As Governor Kean said, New York is the number one risk by far. Nobody else even comes close, unfortunately, to New York when it comes to top risk. That's how the money should be allocated.
BLITZER: Seventeen people in Canada were arrested over the weekend. Terror suspicion. Some sort of plot. We're getting more details.
You came on CNN over the weekend and said that, in your words, there was a "disproportionate number of al Qaeda in Canada." That's caused somewhat of a controversy.
Listen to what the Canadian ambassador here in Washington, Michael Wilson, told me on Sunday. Listen to this.
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MICHAEL WILSON, CANADIAN AMBASSADOR TO U.S.: I disagree with what the chairman has said. I think that our immigration laws, as they are implemented, are very close in the outcomes as the United States' immigration laws. We take very seriously these issues of terrorism.
(END VIDEO CLIP)
BLITZER: What did you mean, Congressman, about a disproportionate number of al Qaeda in Canada?
KING: First of all, let me say I have great regard for Ambassador Wilson, and the current Canadian government is doing an excellent job. And there is tremendous cooperation between our counterterrorism forces and their intelligence forces. So there's no problem there.
But the fact is -- and even Canada's own officials, intelligence officials have said this -- that because of their liberal asylum laws, it is much easier for someone to get into Canada. Just recently, before a senate defense committee in the Canadian parliament, you had a high-ranking intelligence officer talk about there was almost 20,000 people in the country who have not been vetted who come from Afghanistan, Pakistan, and the Middle East, who have not been vetted. And the fact that we have seen these large number of arrests over the weekend shows two things.
There is a large number of al Qaeda supporters in Canada. But they also have a very, very effective intelligence and police operation. But we can't deny the fact that they do have a significant number of al Qaeda supporters, and I believe, and many Canadians agree -- believe -- that it's because of the liberal asylum laws they have.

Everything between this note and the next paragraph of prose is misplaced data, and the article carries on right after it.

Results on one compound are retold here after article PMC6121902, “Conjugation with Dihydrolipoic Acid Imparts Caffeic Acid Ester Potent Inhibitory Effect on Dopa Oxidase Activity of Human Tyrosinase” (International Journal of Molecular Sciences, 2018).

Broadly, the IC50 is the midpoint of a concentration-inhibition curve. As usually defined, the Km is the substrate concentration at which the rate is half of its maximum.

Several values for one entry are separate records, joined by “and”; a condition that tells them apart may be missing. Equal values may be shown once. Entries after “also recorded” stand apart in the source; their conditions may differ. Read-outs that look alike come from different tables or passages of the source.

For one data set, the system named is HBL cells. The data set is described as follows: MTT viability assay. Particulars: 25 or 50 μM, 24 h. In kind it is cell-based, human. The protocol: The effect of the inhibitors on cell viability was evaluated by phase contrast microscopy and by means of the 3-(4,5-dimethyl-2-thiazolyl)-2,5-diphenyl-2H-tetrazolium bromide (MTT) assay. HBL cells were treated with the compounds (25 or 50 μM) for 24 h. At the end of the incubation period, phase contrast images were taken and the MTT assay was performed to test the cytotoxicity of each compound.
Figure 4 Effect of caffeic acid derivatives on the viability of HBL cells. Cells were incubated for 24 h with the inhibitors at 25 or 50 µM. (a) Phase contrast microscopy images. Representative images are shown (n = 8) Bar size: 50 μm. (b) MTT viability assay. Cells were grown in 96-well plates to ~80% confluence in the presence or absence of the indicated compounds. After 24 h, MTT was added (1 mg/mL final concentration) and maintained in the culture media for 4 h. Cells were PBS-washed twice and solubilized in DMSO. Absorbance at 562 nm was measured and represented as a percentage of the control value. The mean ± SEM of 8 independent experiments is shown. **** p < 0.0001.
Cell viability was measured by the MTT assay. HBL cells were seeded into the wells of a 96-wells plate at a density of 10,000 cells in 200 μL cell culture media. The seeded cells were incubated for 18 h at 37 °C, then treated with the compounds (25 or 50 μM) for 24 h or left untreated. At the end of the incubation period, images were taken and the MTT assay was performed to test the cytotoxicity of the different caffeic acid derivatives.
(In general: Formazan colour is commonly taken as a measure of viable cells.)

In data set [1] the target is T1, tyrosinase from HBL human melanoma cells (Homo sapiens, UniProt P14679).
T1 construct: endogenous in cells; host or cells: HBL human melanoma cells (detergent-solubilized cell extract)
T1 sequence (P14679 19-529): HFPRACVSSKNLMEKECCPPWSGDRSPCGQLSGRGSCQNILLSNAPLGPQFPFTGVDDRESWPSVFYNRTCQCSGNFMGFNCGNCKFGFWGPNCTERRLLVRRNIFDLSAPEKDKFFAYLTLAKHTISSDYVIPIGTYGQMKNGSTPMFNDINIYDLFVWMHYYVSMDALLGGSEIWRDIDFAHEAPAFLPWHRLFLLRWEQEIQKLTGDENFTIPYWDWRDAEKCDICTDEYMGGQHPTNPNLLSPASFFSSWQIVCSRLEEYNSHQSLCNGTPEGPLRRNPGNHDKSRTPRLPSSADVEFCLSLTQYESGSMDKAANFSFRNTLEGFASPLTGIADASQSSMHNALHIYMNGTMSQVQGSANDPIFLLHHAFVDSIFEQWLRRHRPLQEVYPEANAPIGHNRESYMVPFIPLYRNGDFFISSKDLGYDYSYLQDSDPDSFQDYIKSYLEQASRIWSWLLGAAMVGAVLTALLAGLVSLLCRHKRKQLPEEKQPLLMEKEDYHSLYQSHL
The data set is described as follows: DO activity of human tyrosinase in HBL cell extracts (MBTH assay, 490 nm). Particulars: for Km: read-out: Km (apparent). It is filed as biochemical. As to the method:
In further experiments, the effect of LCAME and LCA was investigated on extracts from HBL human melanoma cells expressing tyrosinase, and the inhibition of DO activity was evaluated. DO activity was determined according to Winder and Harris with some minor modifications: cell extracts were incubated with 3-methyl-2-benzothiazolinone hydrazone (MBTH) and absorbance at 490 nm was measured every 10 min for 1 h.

But I want to make it clear. The cooperation between the governments is extremely good. In fact, we have a number of operations going on in the United States that are being monitored because of intelligence that we've gotten from the Canadians.
BLITZER: One final question. This long border between the United States and Canada, when you add up the miles, the continental United States and Canada, plus the border along the Alaska border, what, more than 5,000 miles, have we been focusing on the wrong border as far as terrorism is concerned, namely the U.S.-Mexican border, as opposed to this relatively porous border in the north?
KING: I think we have to focus on both. Obviously, there's a great -- a great -- a much larger number of illegal immigrants coming across the southern border, but there is a risk of terrorism from the north.
Now, we have increased. I think we have tripled the number of Border Patrol agents along the northern border. I think more should be done. And that is being looked at right now by our government and by the Canadian government.
I have been in contact with the people in the Department of Homeland Security as to what's being done, and we are aware of the situation. I think more has to do done, more will be done.
And one difference, though, between Canada and Mexico is we get extraordinary cooperation with the Canadian government along the border. We get very little cooperation from the Mexican government along the southern border.
BLITZER: Peter King is the chairman of the House Homeland Security Committee.
Congressman, thanks for coming in.
KING: Wolf, thank you.